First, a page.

"You thought you heard a laugh," I asked brusquely, interrupting the Moehog's speech.

      "Yes," Silisi replied, defensively crossing her arms.

      "Well, who laughed then?" I prodded.

      "I don't know!" she replied, "maybe it was Bart following me, maybe it was whoever did the mischief later!"

      "More mischief? You're not just here to complain about forced apple-bobbing?" I said, leaning back jauntily and crossing my arms.

      "No," the Moehog said, frustrated, "I'm not. Shall I continue?"

      "Go ahead," I said, shrugging and reclining.

      Evidently she'd gone inside without a care, set the basket of apples on her kitchen counter, and went on to have a completely normal evening. She went to bed, and had a perfectly lovely night. Then she woke up in the morning, went to her kitchen, and found a horror beyond the pale.

      "My kitchen!" she moaned when she saw the mess, her hooves to her face in horror, "What's happened to my beautiful kitchen!" She scampered to the center of her kitchen floor, where the offending party was lying. It was, in fact, a single dehydrated apple. It stood there, its skin red and glaring, as she wept.

      Eventually, she picked it up, tossed it in the bin, and continued merrily on with her day.

      Then she came to the kitchen the next day, only to find the scene repeated. This time, the dried-out apple had a sagging, now-overly-large blue sweater wrapped around its wrinkled, red form. A Customised Apple had fallen victim to the mess-producing monster.

      The third day seemed to show remnants of some sort of battle when Silisi came into her kitchen. A Spy Apple, its sunglasses crinkled and a chunk bitten from its side, lay lengthwise on the floor with another dehydrated apple mere footsteps from its mangled form.

      "And then I came to you," she finished.

      "You came to me, Detective Taffy, one of the most renowned Xweetok investigators in Neopia... because you can't keep your kitchen clean?"

      "Well," responded the Moehog, "yes. It's very distressing, you see."

      "Okay," I said, slamming a paw on my desk as I stood. "If you're paying, I'm investigating." I raced around the room, grabbing doodads and tiddlywinks with intense efficiency. Soon I had everything I needed crammed into my bag. "If you're ready," I said, "we can head to the scene."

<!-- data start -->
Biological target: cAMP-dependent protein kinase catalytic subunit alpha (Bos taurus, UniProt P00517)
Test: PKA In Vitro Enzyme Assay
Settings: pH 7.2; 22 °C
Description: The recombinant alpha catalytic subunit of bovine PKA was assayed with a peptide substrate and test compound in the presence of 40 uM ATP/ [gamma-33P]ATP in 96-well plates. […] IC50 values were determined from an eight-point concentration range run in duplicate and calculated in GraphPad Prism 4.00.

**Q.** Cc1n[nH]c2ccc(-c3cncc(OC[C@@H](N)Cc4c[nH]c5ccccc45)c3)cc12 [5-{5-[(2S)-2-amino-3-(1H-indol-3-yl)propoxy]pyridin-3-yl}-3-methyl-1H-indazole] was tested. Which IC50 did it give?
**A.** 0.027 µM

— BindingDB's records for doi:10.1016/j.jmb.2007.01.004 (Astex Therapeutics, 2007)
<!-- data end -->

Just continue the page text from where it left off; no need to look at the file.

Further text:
Silisi rummaged in her bag. "Actually," she said timidly, "there is one last thing I thought you might like to see." She pulled a plastic bag from her purse. It contained an ordinary apple with one neat slice taken out of a side.

      "What is that?" Taffy asked.

      "It's the Spy Apple I found on my floor. At first, I picked it up, threw away its accessories, cut off the mangled bits, and thought I might have it for a snack... but then I realized you might be able to discover something by looking at the remains."

      I grabbed the bag urgently and squinted at the apple, only to be disappointed. "Not anymore, I can't. Eat your apple; we're heading to your house."

      "Nice place," I said as we arrived. She kept the place spotless, really spotless. I'm not sure dust had ever seen the place, and I doubted I was one of a large number of past houseguests. No way she could keep it that clean with company about.

      "Thanks," Silisi replied nervously, "but I have to know. Now that we're here, how do you plan on figuring out what's going on?"

      "That's the easy part," I said smugly. "You see, that's where being a ghost comes in handy." I concentrated a bit, and caused my translucent green skin to fade almost to transparency. In a dark room, it makes me nearly invisible. I scurried through the room to demonstrate, reappearing behind my employer after a bit of theatrics. Then I told her the plan: "I'll just be going invisible, hiding in shadows, and watching what happens. Simple as pie."

      Silisi nodded. "And I...?"

      "Go about your business as normal. That's very important. Just pretend I'm not here at all." I plopped down my bag and faded into transparency as I began to get ready. "We'll get to the bottom of this, wait and see."